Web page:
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October 10, 2017

How global regulation has created brand new investment classes already approaching $2 trillion in value

Jonathan Zenios

The introduction of the Basel 3 reforms has resulted in significant changes to the way banks fund themselves including the types of instruments issued. Why should markets care and what does this mean? As a result of these regulations entirely new asset classes have emerged known as Additional Tier 1 (AT1 or so called ‘CoCos’) and Tier 2. These instruments are subordinated to senior bank debt providing a yield pick-up but are senior to common equity allowing for lower volatility.

Currently there are over $1.8 trillion in instruments outstanding globally – double what was outstanding in 2013 when the reforms came into force and 10x pre-crisis levels in 2006 when total issuance was just under $160 billion. In comparison there is around $8 trillion currently outstanding in publicly traded common equity from banks. End state for a typical well capitalized bank is c. 8-10% equity, 1-2% AT1, 2-3% Tier 2 and issuance levels reflect banks getting to this as BIS fully loaded ratios come into force.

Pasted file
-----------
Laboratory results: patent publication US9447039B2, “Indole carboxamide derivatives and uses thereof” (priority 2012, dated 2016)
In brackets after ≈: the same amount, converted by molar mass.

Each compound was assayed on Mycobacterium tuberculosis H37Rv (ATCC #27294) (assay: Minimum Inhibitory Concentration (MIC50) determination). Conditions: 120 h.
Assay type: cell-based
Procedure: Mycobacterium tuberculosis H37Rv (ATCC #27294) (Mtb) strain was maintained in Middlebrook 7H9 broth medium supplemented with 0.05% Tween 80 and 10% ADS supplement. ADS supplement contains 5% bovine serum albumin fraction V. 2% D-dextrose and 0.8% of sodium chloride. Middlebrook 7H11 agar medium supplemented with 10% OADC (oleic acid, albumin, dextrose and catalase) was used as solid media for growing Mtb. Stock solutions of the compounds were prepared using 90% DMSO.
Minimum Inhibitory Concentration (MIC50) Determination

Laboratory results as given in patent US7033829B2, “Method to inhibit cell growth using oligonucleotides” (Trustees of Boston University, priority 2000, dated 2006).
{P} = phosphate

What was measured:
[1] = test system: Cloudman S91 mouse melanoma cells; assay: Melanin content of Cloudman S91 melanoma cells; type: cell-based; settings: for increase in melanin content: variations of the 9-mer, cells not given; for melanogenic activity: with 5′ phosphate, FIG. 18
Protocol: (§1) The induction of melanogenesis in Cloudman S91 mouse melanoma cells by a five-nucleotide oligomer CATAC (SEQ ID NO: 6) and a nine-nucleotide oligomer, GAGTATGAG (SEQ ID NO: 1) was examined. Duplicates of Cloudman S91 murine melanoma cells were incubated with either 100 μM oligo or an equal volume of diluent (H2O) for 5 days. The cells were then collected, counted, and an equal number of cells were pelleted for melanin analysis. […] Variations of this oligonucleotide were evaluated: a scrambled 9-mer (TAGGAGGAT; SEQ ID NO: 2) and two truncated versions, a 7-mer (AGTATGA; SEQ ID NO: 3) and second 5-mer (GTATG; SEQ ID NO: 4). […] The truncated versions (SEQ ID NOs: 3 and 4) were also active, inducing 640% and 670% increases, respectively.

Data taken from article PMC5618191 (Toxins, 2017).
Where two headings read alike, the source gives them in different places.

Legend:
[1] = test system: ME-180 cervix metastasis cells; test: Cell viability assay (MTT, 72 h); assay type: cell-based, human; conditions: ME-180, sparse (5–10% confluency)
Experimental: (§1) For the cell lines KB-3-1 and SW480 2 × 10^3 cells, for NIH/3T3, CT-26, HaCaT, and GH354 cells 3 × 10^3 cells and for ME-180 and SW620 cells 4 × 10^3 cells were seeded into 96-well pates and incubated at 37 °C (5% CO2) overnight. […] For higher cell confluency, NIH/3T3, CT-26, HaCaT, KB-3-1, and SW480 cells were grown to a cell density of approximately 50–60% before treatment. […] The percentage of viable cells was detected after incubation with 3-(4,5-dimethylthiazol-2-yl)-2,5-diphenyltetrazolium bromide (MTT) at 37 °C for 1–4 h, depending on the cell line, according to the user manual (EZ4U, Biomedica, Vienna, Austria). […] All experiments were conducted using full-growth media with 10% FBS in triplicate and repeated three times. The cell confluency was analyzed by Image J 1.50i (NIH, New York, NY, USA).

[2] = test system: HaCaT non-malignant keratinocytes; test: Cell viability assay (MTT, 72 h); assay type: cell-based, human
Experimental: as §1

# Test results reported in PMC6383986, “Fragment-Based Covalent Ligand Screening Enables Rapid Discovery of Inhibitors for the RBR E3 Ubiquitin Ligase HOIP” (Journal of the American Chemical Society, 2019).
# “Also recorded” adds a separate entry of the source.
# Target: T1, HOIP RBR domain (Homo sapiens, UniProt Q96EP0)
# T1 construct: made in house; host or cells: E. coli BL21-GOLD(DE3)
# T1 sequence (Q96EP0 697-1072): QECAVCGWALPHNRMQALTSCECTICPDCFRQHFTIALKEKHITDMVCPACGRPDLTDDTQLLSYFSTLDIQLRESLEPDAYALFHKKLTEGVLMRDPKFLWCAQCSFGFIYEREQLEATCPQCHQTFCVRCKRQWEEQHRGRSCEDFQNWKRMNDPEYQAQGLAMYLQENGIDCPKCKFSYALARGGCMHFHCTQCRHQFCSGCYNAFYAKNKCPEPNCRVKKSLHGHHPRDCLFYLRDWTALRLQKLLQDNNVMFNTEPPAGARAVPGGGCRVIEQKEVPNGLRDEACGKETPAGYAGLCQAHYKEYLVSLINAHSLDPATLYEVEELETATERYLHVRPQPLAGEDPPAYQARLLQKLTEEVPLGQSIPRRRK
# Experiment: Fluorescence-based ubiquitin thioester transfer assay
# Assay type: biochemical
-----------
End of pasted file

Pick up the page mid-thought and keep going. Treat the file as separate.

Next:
A tenfold increase in the amount of securities issued since the crisis hasn’t gone unnoticed. More and more investors are looking at AT1 and Tier 2 instruments for diversification, a Morgan Stanley survey of European investors outlined that 63% of respondents described their AT1 holdings as a core part of other long-term holdings[1]. This also isn’t just CoCo or pref share funds, over 60% of AT1 volume holders in the survey are asset managers – most of which are not primarily HY focused.

This result shouldn’t be surprising, financials are arguably better capitalized than ever[2]. The deleveraging of banks will continue as capital requirements are phased in at fully loaded levels – further reducing balance sheet sizes which should also be good for debt investors. Whilst the low interest rate environment has not helped banks achieve their ROE targets, with the exception of some of the weaker or periphery banks this is primarily an issue for equity holders rather than having a meaningful impact on solvency.

In the high yield corporate bond market, subordinated instruments ranked similarly to AT1 and Tier 2 make up around $1.2 trillion outstanding. Interestingly it appears ghosts from 2008 are still in the mind of the market, where there’s a significant yield pick-up for financials – total return levels are c. 2x higher for the European CS CoCo index vs European high yield corporate credit with the same average credit rating[3].

On all measures of risk and liquidity banks are much safer holding substantially more capital on lower risk balance sheets. Regulators are also playing an active role (e.g. in clarifying rules on coupon payment priorities) and are determined to make the new AT1 and Tier 2 asset classes a success. This is resulting in an interesting relative value assessment versus traditional HY corporate and bank equity markets – investors are taking notice.

[1] Morgan Stanley European Banks 2017 AT1 Survey – Results, 5 May 2017.
[2] Bank Capital. Mini-skirts and Maxi-dresses
[3] Credit Suisse, European Banks: Attractive Relative Value, 06 September 2017.
General: market data from Bloomberg 26 Sept 2017.